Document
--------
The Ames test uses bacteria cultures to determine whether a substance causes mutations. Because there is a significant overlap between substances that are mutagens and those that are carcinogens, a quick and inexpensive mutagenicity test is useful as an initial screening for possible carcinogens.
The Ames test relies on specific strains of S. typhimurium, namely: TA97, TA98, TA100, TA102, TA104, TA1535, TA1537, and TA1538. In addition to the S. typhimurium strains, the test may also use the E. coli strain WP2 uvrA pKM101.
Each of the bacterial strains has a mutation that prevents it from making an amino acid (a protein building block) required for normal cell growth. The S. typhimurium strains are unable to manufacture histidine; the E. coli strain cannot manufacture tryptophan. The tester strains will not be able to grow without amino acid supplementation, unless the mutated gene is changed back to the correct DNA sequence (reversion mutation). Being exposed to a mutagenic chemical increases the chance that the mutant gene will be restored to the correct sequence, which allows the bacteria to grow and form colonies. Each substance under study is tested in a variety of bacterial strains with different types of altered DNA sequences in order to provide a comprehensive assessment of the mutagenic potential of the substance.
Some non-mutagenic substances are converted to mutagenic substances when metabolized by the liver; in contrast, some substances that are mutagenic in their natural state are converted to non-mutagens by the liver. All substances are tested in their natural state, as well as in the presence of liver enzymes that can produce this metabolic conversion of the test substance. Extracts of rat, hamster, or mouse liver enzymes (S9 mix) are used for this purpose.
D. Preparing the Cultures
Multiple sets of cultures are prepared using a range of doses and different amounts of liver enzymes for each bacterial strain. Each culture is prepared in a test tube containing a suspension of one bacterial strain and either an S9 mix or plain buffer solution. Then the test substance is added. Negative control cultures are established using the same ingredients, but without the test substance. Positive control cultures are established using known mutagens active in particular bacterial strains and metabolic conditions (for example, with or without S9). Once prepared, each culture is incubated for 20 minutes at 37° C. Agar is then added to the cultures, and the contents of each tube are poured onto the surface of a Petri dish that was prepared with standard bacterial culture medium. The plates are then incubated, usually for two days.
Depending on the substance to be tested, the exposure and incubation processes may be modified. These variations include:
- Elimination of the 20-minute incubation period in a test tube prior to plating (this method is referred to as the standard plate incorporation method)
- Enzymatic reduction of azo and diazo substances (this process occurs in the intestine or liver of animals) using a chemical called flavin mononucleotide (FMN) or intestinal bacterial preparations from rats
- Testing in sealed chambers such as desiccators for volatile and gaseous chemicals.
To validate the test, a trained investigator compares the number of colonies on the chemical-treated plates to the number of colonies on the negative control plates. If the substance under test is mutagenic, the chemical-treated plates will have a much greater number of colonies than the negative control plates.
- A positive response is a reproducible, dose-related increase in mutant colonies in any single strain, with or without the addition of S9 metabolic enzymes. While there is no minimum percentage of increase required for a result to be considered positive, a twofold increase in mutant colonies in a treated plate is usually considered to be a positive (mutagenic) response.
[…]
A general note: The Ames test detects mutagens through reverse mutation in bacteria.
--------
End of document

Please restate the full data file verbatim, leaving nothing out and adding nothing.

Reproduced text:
The Ames test uses bacteria cultures to determine whether a substance causes mutations. Because there is a significant overlap between substances that are mutagens and those that are carcinogens, a quick and inexpensive mutagenicity test is useful as an initial screening for possible carcinogens.
The Ames test relies on specific strains of S. typhimurium, namely: TA97, TA98, TA100, TA102, TA104, TA1535, TA1537, and TA1538. In addition to the S. typhimurium strains, the test may also use the E. coli strain WP2 uvrA pKM101.
Each of the bacterial strains has a mutation that prevents it from making an amino acid (a protein building block) required for normal cell growth. The S. typhimurium strains are unable to manufacture histidine; the E. coli strain cannot manufacture tryptophan. The tester strains will not be able to grow without amino acid supplementation, unless the mutated gene is changed back to the correct DNA sequence (reversion mutation). Being exposed to a mutagenic chemical increases the chance that the mutant gene will be restored to the correct sequence, which allows the bacteria to grow and form colonies. Each substance under study is tested in a variety of bacterial strains with different types of altered DNA sequences in order to provide a comprehensive assessment of the mutagenic potential of the substance.
Some non-mutagenic substances are converted to mutagenic substances when metabolized by the liver; in contrast, some substances that are mutagenic in their natural state are converted to non-mutagens by the liver. All substances are tested in their natural state, as well as in the presence of liver enzymes that can produce this metabolic conversion of the test substance. Extracts of rat, hamster, or mouse liver enzymes (S9 mix) are used for this purpose.
D. Preparing the Cultures
Multiple sets of cultures are prepared using a range of doses and different amounts of liver enzymes for each bacterial strain. Each culture is prepared in a test tube containing a suspension of one bacterial strain and either an S9 mix or plain buffer solution. Then the test substance is added. Negative control cultures are established using the same ingredients, but without the test substance. Positive control cultures are established using known mutagens active in particular bacterial strains and metabolic conditions (for example, with or without S9). Once prepared, each culture is incubated for 20 minutes at 37° C. Agar is then added to the cultures, and the contents of each tube are poured onto the surface of a Petri dish that was prepared with standard bacterial culture medium. The plates are then incubated, usually for two days.
Depending on the substance to be tested, the exposure and incubation processes may be modified. These variations include:
- Elimination of the 20-minute incubation period in a test tube prior to plating (this method is referred to as the standard plate incorporation method)
- Enzymatic reduction of azo and diazo substances (this process occurs in the intestine or liver of animals) using a chemical called flavin mononucleotide (FMN) or intestinal bacterial preparations from rats
- Testing in sealed chambers such as desiccators for volatile and gaseous chemicals.
To validate the test, a trained investigator compares the number of colonies on the chemical-treated plates to the number of colonies on the negative control plates. If the substance under test is mutagenic, the chemical-treated plates will have a much greater number of colonies than the negative control plates.
- A positive response is a reproducible, dose-related increase in mutant colonies in any single strain, with or without the addition of S9 metabolic enzymes. While there is no minimum percentage of increase required for a result to be considered positive, a twofold increase in mutant colonies in a treated plate is usually considered to be a positive (mutagenic) response.
[…]
A general note: The Ames test detects mutagens through reverse mutation in bacteria.